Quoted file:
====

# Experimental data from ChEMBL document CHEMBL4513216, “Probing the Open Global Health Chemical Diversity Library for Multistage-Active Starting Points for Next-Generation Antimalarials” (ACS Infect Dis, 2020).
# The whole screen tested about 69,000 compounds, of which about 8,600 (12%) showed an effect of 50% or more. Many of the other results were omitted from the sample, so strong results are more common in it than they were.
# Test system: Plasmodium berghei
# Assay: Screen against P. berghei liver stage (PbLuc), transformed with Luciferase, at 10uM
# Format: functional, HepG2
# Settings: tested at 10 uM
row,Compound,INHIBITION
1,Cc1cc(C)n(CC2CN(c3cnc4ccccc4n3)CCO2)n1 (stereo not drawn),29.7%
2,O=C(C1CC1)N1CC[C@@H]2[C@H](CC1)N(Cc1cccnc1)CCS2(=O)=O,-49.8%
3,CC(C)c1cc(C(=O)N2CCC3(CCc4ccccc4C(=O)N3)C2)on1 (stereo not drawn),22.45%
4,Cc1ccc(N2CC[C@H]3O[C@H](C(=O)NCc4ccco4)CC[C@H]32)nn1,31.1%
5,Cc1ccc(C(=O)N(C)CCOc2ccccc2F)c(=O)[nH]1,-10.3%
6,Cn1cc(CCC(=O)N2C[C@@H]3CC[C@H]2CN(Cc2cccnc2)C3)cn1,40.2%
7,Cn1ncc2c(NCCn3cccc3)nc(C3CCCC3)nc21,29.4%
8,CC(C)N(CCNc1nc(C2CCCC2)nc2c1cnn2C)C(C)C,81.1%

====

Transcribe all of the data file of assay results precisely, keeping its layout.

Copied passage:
# Experimental data from ChEMBL document CHEMBL4513216, “Probing the Open Global Health Chemical Diversity Library for Multistage-Active Starting Points for Next-Generation Antimalarials” (ACS Infect Dis, 2020).
# The whole screen tested about 69,000 compounds, of which about 8,600 (12%) showed an effect of 50% or more. Many of the other results were omitted from the sample, so strong results are more common in it than they were.
# Test system: Plasmodium berghei
# Assay: Screen against P. berghei liver stage (PbLuc), transformed with Luciferase, at 10uM
# Format: functional, HepG2
# Settings: tested at 10 uM
row,Compound,INHIBITION
1,Cc1cc(C)n(CC2CN(c3cnc4ccccc4n3)CCO2)n1 (stereo not drawn),29.7%
2,O=C(C1CC1)N1CC[C@@H]2[C@H](CC1)N(Cc1cccnc1)CCS2(=O)=O,-49.8%
3,CC(C)c1cc(C(=O)N2CCC3(CCc4ccccc4C(=O)N3)C2)on1 (stereo not drawn),22.45%
4,Cc1ccc(N2CC[C@H]3O[C@H](C(=O)NCc4ccco4)CC[C@H]32)nn1,31.1%
5,Cc1ccc(C(=O)N(C)CCOc2ccccc2F)c(=O)[nH]1,-10.3%
6,Cn1cc(CCC(=O)N2C[C@@H]3CC[C@H]2CN(Cc2cccnc2)C3)cn1,40.2%
7,Cn1ncc2c(NCCn3cccc3)nc(C3CCCC3)nc21,29.4%
8,CC(C)N(CCNc1nc(C2CCCC2)nc2c1cnn2C)C(C)C,81.1%